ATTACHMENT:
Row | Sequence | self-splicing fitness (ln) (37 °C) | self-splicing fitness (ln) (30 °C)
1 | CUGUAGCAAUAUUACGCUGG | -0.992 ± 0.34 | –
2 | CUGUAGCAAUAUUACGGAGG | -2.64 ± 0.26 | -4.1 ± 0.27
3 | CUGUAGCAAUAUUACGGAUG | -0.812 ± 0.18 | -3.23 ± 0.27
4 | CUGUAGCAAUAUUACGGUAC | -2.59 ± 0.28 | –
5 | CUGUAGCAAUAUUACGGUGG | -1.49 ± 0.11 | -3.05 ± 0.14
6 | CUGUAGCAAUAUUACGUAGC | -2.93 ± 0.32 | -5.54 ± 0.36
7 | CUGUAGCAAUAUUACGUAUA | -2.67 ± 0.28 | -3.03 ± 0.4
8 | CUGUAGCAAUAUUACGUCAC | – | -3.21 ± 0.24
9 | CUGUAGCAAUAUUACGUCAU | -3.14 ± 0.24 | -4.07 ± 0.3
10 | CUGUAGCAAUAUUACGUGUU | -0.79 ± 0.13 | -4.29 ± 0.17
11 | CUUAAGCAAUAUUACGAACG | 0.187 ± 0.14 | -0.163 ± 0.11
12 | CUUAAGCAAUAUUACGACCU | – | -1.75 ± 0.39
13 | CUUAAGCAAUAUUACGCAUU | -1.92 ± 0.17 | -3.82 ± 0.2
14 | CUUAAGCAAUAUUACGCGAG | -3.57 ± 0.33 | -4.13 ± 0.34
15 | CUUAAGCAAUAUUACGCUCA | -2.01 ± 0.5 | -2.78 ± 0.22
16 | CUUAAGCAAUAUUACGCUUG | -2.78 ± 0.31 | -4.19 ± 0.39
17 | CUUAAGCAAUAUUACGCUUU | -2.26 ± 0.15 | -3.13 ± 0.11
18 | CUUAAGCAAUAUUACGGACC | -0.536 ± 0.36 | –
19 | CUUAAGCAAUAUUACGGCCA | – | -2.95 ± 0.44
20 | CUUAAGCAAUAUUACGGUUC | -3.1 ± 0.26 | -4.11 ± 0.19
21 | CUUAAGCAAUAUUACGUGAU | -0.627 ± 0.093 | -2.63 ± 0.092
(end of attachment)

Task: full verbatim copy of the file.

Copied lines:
Row | Sequence | self-splicing fitness (ln) (37 °C) | self-splicing fitness (ln) (30 °C)
1 | CUGUAGCAAUAUUACGCUGG | -0.992 ± 0.34 | –
2 | CUGUAGCAAUAUUACGGAGG | -2.64 ± 0.26 | -4.1 ± 0.27
3 | CUGUAGCAAUAUUACGGAUG | -0.812 ± 0.18 | -3.23 ± 0.27
4 | CUGUAGCAAUAUUACGGUAC | -2.59 ± 0.28 | –
5 | CUGUAGCAAUAUUACGGUGG | -1.49 ± 0.11 | -3.05 ± 0.14
6 | CUGUAGCAAUAUUACGUAGC | -2.93 ± 0.32 | -5.54 ± 0.36
7 | CUGUAGCAAUAUUACGUAUA | -2.67 ± 0.28 | -3.03 ± 0.4
8 | CUGUAGCAAUAUUACGUCAC | – | -3.21 ± 0.24
9 | CUGUAGCAAUAUUACGUCAU | -3.14 ± 0.24 | -4.07 ± 0.3
10 | CUGUAGCAAUAUUACGUGUU | -0.79 ± 0.13 | -4.29 ± 0.17
11 | CUUAAGCAAUAUUACGAACG | 0.187 ± 0.14 | -0.163 ± 0.11
12 | CUUAAGCAAUAUUACGACCU | – | -1.75 ± 0.39
13 | CUUAAGCAAUAUUACGCAUU | -1.92 ± 0.17 | -3.82 ± 0.2
14 | CUUAAGCAAUAUUACGCGAG | -3.57 ± 0.33 | -4.13 ± 0.34
15 | CUUAAGCAAUAUUACGCUCA | -2.01 ± 0.5 | -2.78 ± 0.22
16 | CUUAAGCAAUAUUACGCUUG | -2.78 ± 0.31 | -4.19 ± 0.39
17 | CUUAAGCAAUAUUACGCUUU | -2.26 ± 0.15 | -3.13 ± 0.11
18 | CUUAAGCAAUAUUACGGACC | -0.536 ± 0.36 | –
19 | CUUAAGCAAUAUUACGGCCA | – | -2.95 ± 0.44
20 | CUUAAGCAAUAUUACGGUUC | -3.1 ± 0.26 | -4.11 ± 0.19
21 | CUUAAGCAAUAUUACGUGAU | -0.627 ± 0.093 | -2.63 ± 0.092